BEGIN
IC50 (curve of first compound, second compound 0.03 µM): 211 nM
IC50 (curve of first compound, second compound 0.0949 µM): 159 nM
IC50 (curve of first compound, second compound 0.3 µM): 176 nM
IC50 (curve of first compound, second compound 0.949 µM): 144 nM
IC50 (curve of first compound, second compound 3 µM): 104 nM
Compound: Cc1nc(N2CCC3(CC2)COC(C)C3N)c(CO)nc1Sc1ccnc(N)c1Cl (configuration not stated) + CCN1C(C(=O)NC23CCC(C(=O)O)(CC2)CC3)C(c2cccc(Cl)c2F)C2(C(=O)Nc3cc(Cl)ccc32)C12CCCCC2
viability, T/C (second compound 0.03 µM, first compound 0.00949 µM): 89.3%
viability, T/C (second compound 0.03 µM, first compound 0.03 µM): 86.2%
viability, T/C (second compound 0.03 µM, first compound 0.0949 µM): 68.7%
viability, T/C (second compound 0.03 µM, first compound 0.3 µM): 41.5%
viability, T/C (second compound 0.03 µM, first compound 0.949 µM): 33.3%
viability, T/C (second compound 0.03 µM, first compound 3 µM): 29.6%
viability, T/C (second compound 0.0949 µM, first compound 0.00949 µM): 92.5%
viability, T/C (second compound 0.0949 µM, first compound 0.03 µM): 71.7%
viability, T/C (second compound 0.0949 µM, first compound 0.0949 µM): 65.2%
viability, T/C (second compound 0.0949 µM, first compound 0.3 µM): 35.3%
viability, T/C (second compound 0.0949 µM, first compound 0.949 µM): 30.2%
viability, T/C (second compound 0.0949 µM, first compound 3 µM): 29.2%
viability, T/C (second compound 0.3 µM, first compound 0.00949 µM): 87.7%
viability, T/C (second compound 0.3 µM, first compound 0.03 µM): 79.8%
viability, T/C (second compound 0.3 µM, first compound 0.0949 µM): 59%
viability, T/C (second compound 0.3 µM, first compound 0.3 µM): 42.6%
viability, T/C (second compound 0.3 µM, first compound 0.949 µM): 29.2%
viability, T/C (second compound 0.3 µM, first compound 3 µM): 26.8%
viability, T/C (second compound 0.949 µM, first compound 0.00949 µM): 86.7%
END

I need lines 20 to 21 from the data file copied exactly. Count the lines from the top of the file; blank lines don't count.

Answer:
viability, T/C (second compound 0.3 µM, first compound 0.03 µM): 79.8%
viability, T/C (second compound 0.3 µM, first compound 0.0949 µM): 59%